Monthly Archives: December 2016

Developing My Understanding of Mathemetics


Throughout my life I have always been quite anxious about maths. In primary school I was that child who would try and copy other people’s work and would be too scared to ask my teachers for help. Progressing onto secondary school, my confidence in maths was quite still quite low and, although I got the grades I needed, I would have a panic.


When I walked into the maths department on the day of results and told them I got an A in my second attempt at Intermediate 2 all the teachers cheered my favourite teacher, Miss a-6McCutcheon, gave me a big hug. But I think this was because they’d finally be getting rid of me and my Negative Nelly approach to maths!

When starting my first year placement the thought of teaching maths to a P7 class petrified me. Of course I’d know how to do the maths that I’d be teaching them, but it was the panic of “how am I going to teach these children something that would have taken me so long to grasp when I was their age?!” But I learnt almost instantly that the more confident I was in front of them the more confident they were and with links to real life it made the lessons a lot more understandable.

I remember one lesson in particular and it was about nets of 3D shapes. I brought in tissue boxes and a Toblerone box and it was funny how engaged they were with such basic shapes. But being able to see real life examples proves the importance of maths and that we use it all the time.

This leads me on to say that the teaching of maths is more than just adding and knowing your times tables. It is about making it relatable to real life, engaging and fun and through studying and working through this elective I have seen such a huge variety of real life examples of maths.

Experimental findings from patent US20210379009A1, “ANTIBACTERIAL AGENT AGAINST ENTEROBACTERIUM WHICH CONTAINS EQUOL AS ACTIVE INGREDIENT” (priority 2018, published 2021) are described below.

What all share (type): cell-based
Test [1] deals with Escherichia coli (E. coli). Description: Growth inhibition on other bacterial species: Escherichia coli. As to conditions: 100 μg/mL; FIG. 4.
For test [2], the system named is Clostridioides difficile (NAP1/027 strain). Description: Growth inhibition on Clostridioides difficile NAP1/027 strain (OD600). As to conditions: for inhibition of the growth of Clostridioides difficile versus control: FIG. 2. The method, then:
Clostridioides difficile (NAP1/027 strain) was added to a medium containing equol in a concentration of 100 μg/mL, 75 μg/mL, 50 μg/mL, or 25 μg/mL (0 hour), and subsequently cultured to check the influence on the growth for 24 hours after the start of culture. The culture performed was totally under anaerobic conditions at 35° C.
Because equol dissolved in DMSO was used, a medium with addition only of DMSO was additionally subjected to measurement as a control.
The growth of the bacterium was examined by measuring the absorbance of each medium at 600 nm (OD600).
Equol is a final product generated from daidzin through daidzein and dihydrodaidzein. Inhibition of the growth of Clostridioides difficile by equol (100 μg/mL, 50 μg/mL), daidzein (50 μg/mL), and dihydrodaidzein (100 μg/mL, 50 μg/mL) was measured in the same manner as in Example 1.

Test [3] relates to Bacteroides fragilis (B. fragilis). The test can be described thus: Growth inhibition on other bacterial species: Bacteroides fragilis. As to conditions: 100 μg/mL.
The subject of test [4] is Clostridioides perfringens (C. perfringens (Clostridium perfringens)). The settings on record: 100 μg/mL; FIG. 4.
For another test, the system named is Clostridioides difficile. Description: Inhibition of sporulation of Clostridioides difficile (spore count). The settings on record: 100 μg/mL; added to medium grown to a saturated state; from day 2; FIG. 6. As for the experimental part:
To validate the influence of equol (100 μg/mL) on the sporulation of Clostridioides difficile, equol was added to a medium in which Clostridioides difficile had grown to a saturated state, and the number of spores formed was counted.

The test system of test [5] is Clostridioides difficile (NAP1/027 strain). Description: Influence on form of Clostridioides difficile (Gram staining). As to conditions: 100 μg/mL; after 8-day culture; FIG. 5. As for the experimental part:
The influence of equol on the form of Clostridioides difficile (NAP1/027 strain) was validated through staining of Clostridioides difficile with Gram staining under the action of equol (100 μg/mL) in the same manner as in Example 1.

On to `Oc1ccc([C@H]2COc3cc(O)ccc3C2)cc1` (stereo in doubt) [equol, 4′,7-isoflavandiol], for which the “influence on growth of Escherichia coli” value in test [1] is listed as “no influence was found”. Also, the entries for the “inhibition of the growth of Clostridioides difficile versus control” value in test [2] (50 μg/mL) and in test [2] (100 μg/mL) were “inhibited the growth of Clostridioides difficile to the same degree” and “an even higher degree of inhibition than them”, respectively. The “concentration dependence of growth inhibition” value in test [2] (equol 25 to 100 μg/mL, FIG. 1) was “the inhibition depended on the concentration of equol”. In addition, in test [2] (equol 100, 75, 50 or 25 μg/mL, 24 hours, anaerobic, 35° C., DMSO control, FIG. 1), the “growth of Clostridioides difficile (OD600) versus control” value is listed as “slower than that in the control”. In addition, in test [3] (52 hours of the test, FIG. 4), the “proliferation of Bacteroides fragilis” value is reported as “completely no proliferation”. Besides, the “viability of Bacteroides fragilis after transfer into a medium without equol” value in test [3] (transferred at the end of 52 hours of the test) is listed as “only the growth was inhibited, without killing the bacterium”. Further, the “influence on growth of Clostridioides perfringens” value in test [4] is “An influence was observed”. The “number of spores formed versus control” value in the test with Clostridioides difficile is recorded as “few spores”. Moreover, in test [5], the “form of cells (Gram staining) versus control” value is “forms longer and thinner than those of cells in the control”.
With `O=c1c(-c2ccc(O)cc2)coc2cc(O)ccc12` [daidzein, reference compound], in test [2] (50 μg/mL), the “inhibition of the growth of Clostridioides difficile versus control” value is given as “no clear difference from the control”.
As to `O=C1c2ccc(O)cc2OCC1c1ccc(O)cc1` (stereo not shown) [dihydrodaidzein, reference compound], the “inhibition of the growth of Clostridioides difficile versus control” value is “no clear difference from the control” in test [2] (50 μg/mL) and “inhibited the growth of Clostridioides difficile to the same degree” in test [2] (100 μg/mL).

Liping Ma (1999) also helps us understand the importance of having a Profound Understanding of Fundamental Mathematics (PUFM). She had four concepts that she believed that “elementary” teachers should have. She titled them basic ideas, longitudinal coherence, multiple perspectives and interconnectedness.  (Ma, 1999, pp.122)

She explains basic ideas as the idea of being able to appreciate the more simple, but impressive, forms of mathematics. This is vital in teaching maths to children as although it liping-mamight be straightforward, it will be something which will help expand their understanding of other topics.

In my opinion, longitudinal coherence is the most important property Ma found. This is when a teacher knows that their pupils have a good understanding of a specific topic when they’re ready to rather than knowing it by a certain age. I feel that so many people are concerned about pupils passing and knowing how to do aspects of maths for statistics and league tables and not having pupils who are happy and confident in their understanding of maths.

Ma explains multiple perspectives as teachers and pupils being able to see that there can be a variety of ways of reaching a solution with advantages and disadvantages to them. This is something I noticed on placement as I needed to teach pupils how to understand different concepts in a different way than I’d previously explained and that there is usually more than one way to an answer.

Finally, she explains interconnectedness as topics within in maths and outwith maths being related. Through studying this elective I have seen this clearly with subjects like art, music and science and this allows me to develop lessons to allow them to relate to more than just one subject.

Studying Ma’s theory throughout this Discovering Mathematics elective has allowed me to see the importance of having a PUFM. As I previously stated, maths is more than adding and Ma’s theory clearly shows this. This is most definitely something I will apply to my professional development and I can safely say that my maths anxiety is something of the past.